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United States v. Wittich

United States District Court, E.D. Louisiana

October 31, 2014

UNITED STATES,
v.
RAINER WITTICH, Section:

ORDER AND REASONS

NANNETTE JOLIVETTE BROWN, District Judge.

Before the Court is Defendants Rainer Wittich ("Wittich") and The Brinson Company's ("TBC") "Motion to Strike Surplusage."[1] Having considered the pending motion, the memorandum in support, the memorandum in opposition, the record testimony and the applicable law, the Court will grant-in-part and deny-in-part the pending motion.

I. Background

On February 13, 2014, a grand jury indicted Wittich and TBC on charges of conspiracy, copyright infringement, trafficking in technology designed to circumvent copyright protection systems, and circumventing a technological measure that protects a copyrighted work.[2] On May 29, 2014, a grand jury authorized a superseding indictment.[3] On October 2, 2014, Wittich and TBC were charged in a 9-count second superseding indictment with conspiracy, copyright infringement, circumvention of technological measures effectively controlling access to copyrighted works, conspiracy to commit international money laundering and trafficking in technology designed to circumvent copyright protection systems.[4]

On September 26, 2014, Defendants filed the instant motion to exclude evidence of plea discussions that occurred on September 26, 2013.[5] The Court heard oral argument on the motion on October 16, 2014.

II. Parties' Arguments

A. Defendants' "Motion to Strike Surplusage"

Defendants argue that the following language should be stricken from the Superseding Indictment:

1) Any reference to or use of the term "fake";
2) "The use of non-authentic or unauthorized SDS units increased the risk of Mercedes-Benz automobiles being stolen or suffering from misdiagnosed or undiagnosed problems";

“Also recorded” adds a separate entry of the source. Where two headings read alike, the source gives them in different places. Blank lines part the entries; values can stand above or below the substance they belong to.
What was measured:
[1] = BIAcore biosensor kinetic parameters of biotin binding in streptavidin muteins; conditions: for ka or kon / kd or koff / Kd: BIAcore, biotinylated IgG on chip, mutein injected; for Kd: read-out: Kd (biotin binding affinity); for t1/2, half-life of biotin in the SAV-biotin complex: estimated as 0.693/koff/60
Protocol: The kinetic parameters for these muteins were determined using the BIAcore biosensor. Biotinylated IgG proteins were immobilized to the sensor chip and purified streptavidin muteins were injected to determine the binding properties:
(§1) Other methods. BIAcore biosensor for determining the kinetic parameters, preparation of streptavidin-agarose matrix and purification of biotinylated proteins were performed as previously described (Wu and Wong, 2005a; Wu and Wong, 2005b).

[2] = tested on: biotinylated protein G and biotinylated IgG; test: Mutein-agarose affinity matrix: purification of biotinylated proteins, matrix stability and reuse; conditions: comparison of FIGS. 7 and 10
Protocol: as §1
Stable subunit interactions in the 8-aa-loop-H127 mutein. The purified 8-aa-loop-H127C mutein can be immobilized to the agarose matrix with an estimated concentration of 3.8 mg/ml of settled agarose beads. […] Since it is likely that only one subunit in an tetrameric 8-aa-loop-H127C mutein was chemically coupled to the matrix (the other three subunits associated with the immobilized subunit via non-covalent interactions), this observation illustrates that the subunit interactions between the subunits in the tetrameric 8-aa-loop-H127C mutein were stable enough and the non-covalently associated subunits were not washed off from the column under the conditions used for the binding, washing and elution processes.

3) "On [sic] about September 26, 2013, WITTICH and his counsel met with Special Agents from the Federal Bureau of Investigation. During the meeting, FBI agents detailed the nature of their investigation and presented numerous documents obtained throughout the investigation."[6]

Defendants argue that these items should be stricken from the Superseding Indictment under Federal Rule of Criminal Procedure 7(d).[7] Defendants contend that district courts can strike surplusage from an indictment if the inflammatory and prejudicial language "serve[s] only to inflame the jury, confuse the issues, and blur elements necessary for conviction[.]"[8] They assert that courts can also strike "[i]ndirect expressions, implied allegations, argumentative statements, and uncertainty due to generalizations in language[.]"[9]

Defendants argue that the term "fake, " as used by the Government to modify the term "SDS units, " is "highly prejudicial and self serving."[10] They state, "This prejudicial language is essentially the very fact that the government must prove here."[11] They assert that "such a generic descriptive phrase by its very nature creates the impression that the product is unlawful.[12]

Defendants contend that the stolen vehicle language is not relevant to the elements of the crime.[13] They assert that the language is irrelevant and prejudicial, and maintain that the ...


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